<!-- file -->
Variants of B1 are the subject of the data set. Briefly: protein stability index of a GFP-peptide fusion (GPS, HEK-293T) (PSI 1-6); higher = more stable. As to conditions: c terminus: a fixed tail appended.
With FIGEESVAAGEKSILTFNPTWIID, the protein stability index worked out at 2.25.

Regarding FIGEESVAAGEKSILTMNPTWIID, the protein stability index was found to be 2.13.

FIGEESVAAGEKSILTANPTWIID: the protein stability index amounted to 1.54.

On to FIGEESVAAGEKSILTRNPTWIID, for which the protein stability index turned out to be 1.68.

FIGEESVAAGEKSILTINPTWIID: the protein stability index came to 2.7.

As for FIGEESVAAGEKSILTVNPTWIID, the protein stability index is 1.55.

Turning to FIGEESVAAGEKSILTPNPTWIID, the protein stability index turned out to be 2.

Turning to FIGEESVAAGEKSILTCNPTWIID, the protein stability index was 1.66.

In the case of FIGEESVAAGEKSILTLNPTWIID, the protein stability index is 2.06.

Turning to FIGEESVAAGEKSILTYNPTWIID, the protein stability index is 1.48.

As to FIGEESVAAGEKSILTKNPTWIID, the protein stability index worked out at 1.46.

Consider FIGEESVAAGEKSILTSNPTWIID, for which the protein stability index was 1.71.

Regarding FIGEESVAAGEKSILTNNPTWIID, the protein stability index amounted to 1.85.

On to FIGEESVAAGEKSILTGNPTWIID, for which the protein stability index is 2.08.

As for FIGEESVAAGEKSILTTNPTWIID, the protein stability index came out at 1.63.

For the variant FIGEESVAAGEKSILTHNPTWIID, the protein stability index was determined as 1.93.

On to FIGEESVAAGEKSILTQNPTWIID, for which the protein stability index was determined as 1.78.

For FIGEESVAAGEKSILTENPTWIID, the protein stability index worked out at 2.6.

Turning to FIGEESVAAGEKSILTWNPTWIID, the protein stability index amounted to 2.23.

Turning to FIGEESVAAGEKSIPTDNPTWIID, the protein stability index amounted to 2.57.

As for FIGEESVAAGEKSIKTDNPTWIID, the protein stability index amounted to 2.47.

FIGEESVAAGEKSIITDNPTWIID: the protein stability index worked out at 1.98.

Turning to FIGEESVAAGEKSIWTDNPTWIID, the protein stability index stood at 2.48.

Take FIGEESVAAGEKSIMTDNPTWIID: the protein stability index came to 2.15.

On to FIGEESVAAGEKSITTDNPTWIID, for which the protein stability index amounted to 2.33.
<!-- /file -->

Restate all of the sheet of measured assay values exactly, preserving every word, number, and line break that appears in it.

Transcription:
Variants of B1 are the subject of the data set. Briefly: protein stability index of a GFP-peptide fusion (GPS, HEK-293T) (PSI 1-6); higher = more stable. As to conditions: c terminus: a fixed tail appended.
With FIGEESVAAGEKSILTFNPTWIID, the protein stability index worked out at 2.25.

Regarding FIGEESVAAGEKSILTMNPTWIID, the protein stability index was found to be 2.13.

FIGEESVAAGEKSILTANPTWIID: the protein stability index amounted to 1.54.

On to FIGEESVAAGEKSILTRNPTWIID, for which the protein stability index turned out to be 1.68.

FIGEESVAAGEKSILTINPTWIID: the protein stability index came to 2.7.

As for FIGEESVAAGEKSILTVNPTWIID, the protein stability index is 1.55.

Turning to FIGEESVAAGEKSILTPNPTWIID, the protein stability index turned out to be 2.

Turning to FIGEESVAAGEKSILTCNPTWIID, the protein stability index was 1.66.

In the case of FIGEESVAAGEKSILTLNPTWIID, the protein stability index is 2.06.

Turning to FIGEESVAAGEKSILTYNPTWIID, the protein stability index is 1.48.

As to FIGEESVAAGEKSILTKNPTWIID, the protein stability index worked out at 1.46.

Consider FIGEESVAAGEKSILTSNPTWIID, for which the protein stability index was 1.71.

Regarding FIGEESVAAGEKSILTNNPTWIID, the protein stability index amounted to 1.85.

On to FIGEESVAAGEKSILTGNPTWIID, for which the protein stability index is 2.08.

As for FIGEESVAAGEKSILTTNPTWIID, the protein stability index came out at 1.63.

For the variant FIGEESVAAGEKSILTHNPTWIID, the protein stability index was determined as 1.93.

On to FIGEESVAAGEKSILTQNPTWIID, for which the protein stability index was determined as 1.78.

For FIGEESVAAGEKSILTENPTWIID, the protein stability index worked out at 2.6.

Turning to FIGEESVAAGEKSILTWNPTWIID, the protein stability index amounted to 2.23.

Turning to FIGEESVAAGEKSIPTDNPTWIID, the protein stability index amounted to 2.57.

As for FIGEESVAAGEKSIKTDNPTWIID, the protein stability index amounted to 2.47.

FIGEESVAAGEKSIITDNPTWIID: the protein stability index worked out at 1.98.

Turning to FIGEESVAAGEKSIWTDNPTWIID, the protein stability index stood at 2.48.

Take FIGEESVAAGEKSIMTDNPTWIID: the protein stability index came to 2.15.

On to FIGEESVAAGEKSITTDNPTWIID, for which the protein stability index amounted to 2.33.